Libya’s PM, Haftar likely to agree on cease-fire

French President Emmanuel Macron, right, and Libyan Prime Minister Fayez Al-Sarraj, left, attend a meeting in La Celle-Saint-Cloud, France, on Tuesday. (AFP)
Updated 25 July 2017

Libya’s PM, Haftar likely to agree on cease-fire

CELLE-SAINT-CLOUD, France: The French presidency hopes Libya’s Prime Minister Fayez Al-Serraj and the divided country’s eastern commander Khalifa Haftar will agree on a conditional cease-fire and to work toward elections, according to a draft statement it mistakenly sent.
The two men were due to meet President Emmanuel Macron in the afternoon, just outside Paris, in a second encounter between the rivals since talks in Abu Dhabi in May that produced little concrete progress.
“We commit to a cease-fire and to refrain from any use of armed force for any purpose that does not strictly constitute counterterrorism,” they said in the draft statement, which Macron’s Elysee office later said was a working document that had been e-mailed prematurely.
Past attempts at peace deals in oil-producing Libya have often been scuttled by internal divisions among the myriad of competing armed groups that have emerged since rebels toppled strongman Muammar Qaddafi in 2011.
Serraj and Haftar are set to commit to working for elections as soon as possible from July 25 under UN supervision, the document added.
The draft statement was the result of negotiations between emissaries of the Libyan rivals and French officials but its content could still be subject to some changes, a source at the Elysee said.
The French initiative has angered officials in Italy, which has previously taken the lead in efforts to bring peace to its former North African colony and borne the brunt of successive waves of African migrants who have crossed the Mediterranean from Libya.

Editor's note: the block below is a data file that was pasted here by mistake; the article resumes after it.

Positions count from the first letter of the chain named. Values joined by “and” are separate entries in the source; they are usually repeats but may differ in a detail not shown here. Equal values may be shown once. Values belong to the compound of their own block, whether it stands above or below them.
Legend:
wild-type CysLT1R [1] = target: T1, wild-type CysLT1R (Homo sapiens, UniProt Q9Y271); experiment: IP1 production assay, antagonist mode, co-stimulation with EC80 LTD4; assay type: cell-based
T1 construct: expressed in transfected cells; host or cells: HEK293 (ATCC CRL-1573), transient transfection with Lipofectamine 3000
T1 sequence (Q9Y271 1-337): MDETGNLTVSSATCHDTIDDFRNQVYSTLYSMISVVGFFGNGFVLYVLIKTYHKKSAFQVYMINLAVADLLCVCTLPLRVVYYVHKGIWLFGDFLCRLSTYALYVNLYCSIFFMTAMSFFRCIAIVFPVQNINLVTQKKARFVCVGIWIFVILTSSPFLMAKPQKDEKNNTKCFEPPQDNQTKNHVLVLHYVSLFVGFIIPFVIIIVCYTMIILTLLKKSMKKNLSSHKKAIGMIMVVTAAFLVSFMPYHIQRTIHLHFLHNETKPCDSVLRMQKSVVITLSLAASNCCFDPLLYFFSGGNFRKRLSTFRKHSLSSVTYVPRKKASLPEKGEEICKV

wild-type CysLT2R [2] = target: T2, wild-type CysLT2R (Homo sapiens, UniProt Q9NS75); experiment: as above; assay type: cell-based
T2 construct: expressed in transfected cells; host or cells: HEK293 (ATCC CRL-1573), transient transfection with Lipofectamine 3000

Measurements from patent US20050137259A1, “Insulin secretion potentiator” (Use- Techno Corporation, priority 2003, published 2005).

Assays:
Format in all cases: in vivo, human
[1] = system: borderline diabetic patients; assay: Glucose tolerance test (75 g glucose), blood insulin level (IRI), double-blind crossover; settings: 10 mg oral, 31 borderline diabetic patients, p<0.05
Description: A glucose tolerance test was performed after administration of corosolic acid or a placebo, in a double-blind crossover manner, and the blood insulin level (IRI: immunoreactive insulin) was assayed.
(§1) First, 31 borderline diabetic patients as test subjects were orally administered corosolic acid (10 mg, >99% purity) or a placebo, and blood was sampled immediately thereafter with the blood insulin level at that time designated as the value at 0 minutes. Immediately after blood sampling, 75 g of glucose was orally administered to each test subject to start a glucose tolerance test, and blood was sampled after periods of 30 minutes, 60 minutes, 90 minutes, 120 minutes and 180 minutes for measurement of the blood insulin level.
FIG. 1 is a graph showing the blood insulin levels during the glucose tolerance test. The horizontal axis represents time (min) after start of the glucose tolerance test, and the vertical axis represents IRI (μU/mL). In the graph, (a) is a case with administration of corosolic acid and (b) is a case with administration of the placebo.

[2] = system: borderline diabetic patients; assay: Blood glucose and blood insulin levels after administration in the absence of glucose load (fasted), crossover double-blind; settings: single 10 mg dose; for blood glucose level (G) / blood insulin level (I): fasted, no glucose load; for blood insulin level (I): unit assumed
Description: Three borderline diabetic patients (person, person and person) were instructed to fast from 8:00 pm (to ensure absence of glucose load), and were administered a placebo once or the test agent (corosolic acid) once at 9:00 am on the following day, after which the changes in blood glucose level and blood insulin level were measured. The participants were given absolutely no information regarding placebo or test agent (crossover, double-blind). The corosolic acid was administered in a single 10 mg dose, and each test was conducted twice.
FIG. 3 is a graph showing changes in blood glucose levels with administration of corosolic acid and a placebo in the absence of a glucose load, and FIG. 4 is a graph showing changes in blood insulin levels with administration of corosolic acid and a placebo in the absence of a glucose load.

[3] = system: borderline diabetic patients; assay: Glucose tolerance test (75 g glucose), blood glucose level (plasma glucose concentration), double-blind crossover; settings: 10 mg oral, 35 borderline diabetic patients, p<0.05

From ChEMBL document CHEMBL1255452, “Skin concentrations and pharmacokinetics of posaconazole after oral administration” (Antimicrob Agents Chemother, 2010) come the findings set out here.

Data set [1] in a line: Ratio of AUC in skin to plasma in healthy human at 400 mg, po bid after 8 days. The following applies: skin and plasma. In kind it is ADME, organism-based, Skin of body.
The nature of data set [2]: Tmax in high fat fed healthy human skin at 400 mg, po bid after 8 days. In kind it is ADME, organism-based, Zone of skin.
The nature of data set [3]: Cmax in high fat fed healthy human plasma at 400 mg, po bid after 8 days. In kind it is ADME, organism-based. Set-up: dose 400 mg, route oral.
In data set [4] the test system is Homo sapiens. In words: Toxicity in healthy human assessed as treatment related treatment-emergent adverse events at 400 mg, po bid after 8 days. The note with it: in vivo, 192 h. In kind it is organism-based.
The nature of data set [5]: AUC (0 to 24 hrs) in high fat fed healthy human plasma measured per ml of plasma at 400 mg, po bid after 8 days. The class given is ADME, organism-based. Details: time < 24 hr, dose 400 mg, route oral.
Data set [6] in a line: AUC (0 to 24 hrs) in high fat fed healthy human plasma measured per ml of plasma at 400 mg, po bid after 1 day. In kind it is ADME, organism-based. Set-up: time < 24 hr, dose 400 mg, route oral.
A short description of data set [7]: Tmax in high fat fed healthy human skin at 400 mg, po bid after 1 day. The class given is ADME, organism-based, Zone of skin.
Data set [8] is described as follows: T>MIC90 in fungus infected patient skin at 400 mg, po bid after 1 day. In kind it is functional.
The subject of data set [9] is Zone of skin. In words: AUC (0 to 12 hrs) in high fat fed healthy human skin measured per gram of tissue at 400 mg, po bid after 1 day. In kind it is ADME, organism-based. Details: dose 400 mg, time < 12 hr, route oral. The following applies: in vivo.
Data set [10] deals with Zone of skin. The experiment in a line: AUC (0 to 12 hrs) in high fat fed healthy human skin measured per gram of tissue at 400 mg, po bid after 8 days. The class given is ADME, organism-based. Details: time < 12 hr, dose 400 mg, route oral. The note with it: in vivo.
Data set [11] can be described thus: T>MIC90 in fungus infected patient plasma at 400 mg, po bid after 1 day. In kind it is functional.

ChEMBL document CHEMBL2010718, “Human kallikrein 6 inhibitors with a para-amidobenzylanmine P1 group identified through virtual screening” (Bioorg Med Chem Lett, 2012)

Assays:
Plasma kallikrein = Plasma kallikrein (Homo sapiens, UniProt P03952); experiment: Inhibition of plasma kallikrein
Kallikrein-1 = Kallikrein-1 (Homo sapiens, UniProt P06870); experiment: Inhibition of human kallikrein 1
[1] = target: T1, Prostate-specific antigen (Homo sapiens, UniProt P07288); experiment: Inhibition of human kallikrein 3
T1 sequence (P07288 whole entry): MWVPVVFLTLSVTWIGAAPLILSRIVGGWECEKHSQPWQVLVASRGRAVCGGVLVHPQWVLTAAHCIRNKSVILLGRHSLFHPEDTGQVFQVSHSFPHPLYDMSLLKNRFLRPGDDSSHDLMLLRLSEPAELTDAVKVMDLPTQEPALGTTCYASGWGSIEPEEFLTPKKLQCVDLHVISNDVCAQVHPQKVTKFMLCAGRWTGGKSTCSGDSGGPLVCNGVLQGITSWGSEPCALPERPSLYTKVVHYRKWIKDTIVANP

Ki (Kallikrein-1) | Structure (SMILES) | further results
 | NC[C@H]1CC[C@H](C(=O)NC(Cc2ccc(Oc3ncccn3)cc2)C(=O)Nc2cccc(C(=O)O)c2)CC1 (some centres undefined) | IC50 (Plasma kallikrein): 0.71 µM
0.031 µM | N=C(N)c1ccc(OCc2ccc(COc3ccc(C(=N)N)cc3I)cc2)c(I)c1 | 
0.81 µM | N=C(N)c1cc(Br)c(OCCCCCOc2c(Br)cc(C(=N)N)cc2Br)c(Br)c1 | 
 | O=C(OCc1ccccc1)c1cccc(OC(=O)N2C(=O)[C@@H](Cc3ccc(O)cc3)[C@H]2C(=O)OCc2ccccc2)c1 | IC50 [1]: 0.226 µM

Italian Foreign Minister Angelino Alfano on Tuesday told La Stampa newspaper he supported the French initiative. But he added: “There are too many open questions on Libya, too many mediators, too many initiatives... we need to combine our efforts and focus them on (UN envoy for Libya Ghassan) Salame.”
Western governments are pushing a UN-backed political agreement to unify the country under which Serraj’s Tripoli-based government was installed. One key sticking point has been the role Haftar could play and who would control Libya’s army.
Haftar, who this month declared victory over rival armed groups in the battle for Libya’s second city Benghazi, has refused to accept the government’s legitimacy. He has been gaining ground backed by allies Egypt and United Arab Emirates (UAE).
Serraj is backed by Haftar’s rivals, armed brigades in the western city of Misrata, and by some factions in Tripoli. But he has struggled to extend his government’s influence and faces resistance from some hard-liners in the capital.


Top diplomat implicates Trump in explosive impeachment testimony

Updated 21 November 2019

Top diplomat implicates Trump in explosive impeachment testimony

  • Sondland said Trump’s personal lawyer Rudy Giuliani led the effort at Trump’s direction to pressure Ukraine President Volodymr Zelensky
  • Trump said he barely knew Sondland and had not spoken to him much

WASHINGTON: A senior US diplomat directly implicated President Donald Trump Wednesday in a scheme to force Ukraine to probe a political rival, in bombshell testimony to a televised impeachment hearing.
Gordon Sondland, the ambassador to the European Union, told lawmakers he followed the president’s orders in seeking a “quid pro quo” deal for Ukraine to investigate Democrat Joe Biden in exchange for a White House summit.
Sondland said Trump’s personal lawyer Rudy Giuliani led the effort at Trump’s direction to pressure Ukraine President Volodymr Zelensky for the investigation and that top officials in the White House and State Department knew about it.
The unexpectedly damning testimony drew a sharp backlash from Trump who tweeted: “This Witch Hunt must end NOW. So bad for our Country!.”